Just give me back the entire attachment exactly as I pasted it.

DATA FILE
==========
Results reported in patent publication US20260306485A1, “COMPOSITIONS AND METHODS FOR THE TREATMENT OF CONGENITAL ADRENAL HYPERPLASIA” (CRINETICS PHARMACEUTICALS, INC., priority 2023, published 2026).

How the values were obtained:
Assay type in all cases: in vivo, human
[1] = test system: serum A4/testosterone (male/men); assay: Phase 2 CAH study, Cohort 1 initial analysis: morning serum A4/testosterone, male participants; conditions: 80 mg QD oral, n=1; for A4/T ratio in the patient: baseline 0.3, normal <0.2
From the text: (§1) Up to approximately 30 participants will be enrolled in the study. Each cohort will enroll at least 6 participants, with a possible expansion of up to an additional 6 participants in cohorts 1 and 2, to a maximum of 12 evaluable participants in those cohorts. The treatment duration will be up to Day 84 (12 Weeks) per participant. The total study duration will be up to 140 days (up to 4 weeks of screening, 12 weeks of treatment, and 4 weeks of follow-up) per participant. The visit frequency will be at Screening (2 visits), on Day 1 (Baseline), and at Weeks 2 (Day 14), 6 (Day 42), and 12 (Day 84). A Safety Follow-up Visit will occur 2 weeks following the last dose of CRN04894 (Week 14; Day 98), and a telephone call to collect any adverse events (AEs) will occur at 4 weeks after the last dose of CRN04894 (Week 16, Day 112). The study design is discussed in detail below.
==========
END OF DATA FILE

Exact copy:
Results reported in patent publication US20260306485A1, “COMPOSITIONS AND METHODS FOR THE TREATMENT OF CONGENITAL ADRENAL HYPERPLASIA” (CRINETICS PHARMACEUTICALS, INC., priority 2023, published 2026).

How the values were obtained:
Assay type in all cases: in vivo, human
[1] = test system: serum A4/testosterone (male/men); assay: Phase 2 CAH study, Cohort 1 initial analysis: morning serum A4/testosterone, male participants; conditions: 80 mg QD oral, n=1; for A4/T ratio in the patient: baseline 0.3, normal <0.2
From the text: (§1) Up to approximately 30 participants will be enrolled in the study. Each cohort will enroll at least 6 participants, with a possible expansion of up to an additional 6 participants in cohorts 1 and 2, to a maximum of 12 evaluable participants in those cohorts. The treatment duration will be up to Day 84 (12 Weeks) per participant. The total study duration will be up to 140 days (up to 4 weeks of screening, 12 weeks of treatment, and 4 weeks of follow-up) per participant. The visit frequency will be at Screening (2 visits), on Day 1 (Baseline), and at Weeks 2 (Day 14), 6 (Day 42), and 12 (Day 84). A Safety Follow-up Visit will occur 2 weeks following the last dose of CRN04894 (Week 14; Day 98), and a telephone call to collect any adverse events (AEs) will occur at 4 weeks after the last dose of CRN04894 (Week 16, Day 112). The study design is discussed in detail below.